Groombridge shown within East Sussex
|OS grid reference|
|Shire county||East Sussex|
|Sovereign state||United Kingdom|
|Post town||Tunbridge Wells|
|Ambulance||South East Coast|
|EU Parliament||South East England|
The main part of the village ("New Groombridge") lies in the Withyham civil parish, which forms part of Wealden District of East Sussex. Across the county boundary lies the much smaller and older part of the village ("Old Groombridge"). This is within the Speldhurst civil parish, which forms part of the Tunbridge Wells Borough of Kent. At the 2011 Census the population of the Kent portion of the village was included in the civil parish of Frant.
New Groombridge has a primary school associated with the church of St Thomas, part of the Diocese of Chichester. It has a general store, a bakery, a post office, a hairdresser, a car dealership and the Junction Inn public house. Old Groombridge has the church of St John, which is part of the Diocese of Rochester. It also has the Crown Inn public house, but no shops.
Groombridge Place is a popular visitor attraction, boasting an impressive 700-year history beginning in 1239. Groombridge Place has been owned by some of Kent's most distinguished families, including the de Cobhams and Sir Richard Waller, ancestor of the poet Edmund Waller as well as of Winston Churchill.
Burrswood, situated in countryside north-west of Groombridge, is an independent non-surgical hospital which treats the whole person in a Christian environment. Specialities include palliative and respite care, post-surgical care, rehabilitation, counselling, hydrotherapy and physiotherapy. As a charity, Burrswood runs an "Access to Care" bursary fund where individuals may apply for assistance with fees. Burrswood also offers regular healing services, guest house, tea room, gift shop and Christian book shop. Burrswood was founded in 1948 when Dorothy Kerin established her healing ministry. In 2008 it celebrated its diamond jubilee and a commemorative service was held in Rochester Cathedral. www.burrswood.org.uk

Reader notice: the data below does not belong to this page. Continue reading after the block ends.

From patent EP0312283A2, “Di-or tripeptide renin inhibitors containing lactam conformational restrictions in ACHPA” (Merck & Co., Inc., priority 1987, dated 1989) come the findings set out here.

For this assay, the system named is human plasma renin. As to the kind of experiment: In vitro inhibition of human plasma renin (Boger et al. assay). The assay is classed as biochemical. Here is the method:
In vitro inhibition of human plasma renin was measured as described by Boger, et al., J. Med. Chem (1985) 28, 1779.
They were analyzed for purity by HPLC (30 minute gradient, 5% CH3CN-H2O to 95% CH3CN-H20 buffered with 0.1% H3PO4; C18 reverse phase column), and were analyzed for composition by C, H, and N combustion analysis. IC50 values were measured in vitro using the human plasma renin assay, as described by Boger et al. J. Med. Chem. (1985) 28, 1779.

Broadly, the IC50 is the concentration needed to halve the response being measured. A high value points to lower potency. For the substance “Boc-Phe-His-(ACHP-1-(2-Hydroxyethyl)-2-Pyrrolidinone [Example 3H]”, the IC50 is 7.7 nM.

Groombridge stood on the Three Bridges to Tunbridge Wells Central Line. Other stations included: Three Bridges, Rowfant, Grange Road, East Grinstead, Forest Row, Withyham, High Rocks, Tunbridge Wells West and Tunbridge Wells Central. The line was operated by the London, Brighton and South Coast Railway, then Southern, and later British Rail. Groombridge station was finally closed on 6 July 1985.
Groombridge is now on the Spa Valley Railway and is at present the southern terminus of that line. The current Groombridge station is on the east side of Station Road, and a joint ticket for the railway and Groombridge Place is available. A canopy has been erected on both sides of the station, using the former canopy supports from Gravesend West station. A brand new signal box has been constructed on the site and signalling is being installed in conjunction with the extension to Eridge which opened in 2013. In 2014 the Old Station has been bought back from Withyham Parish Council and reopen as the ticket office in April 2014.
|Wikimedia Commons has media related to Groombridge.|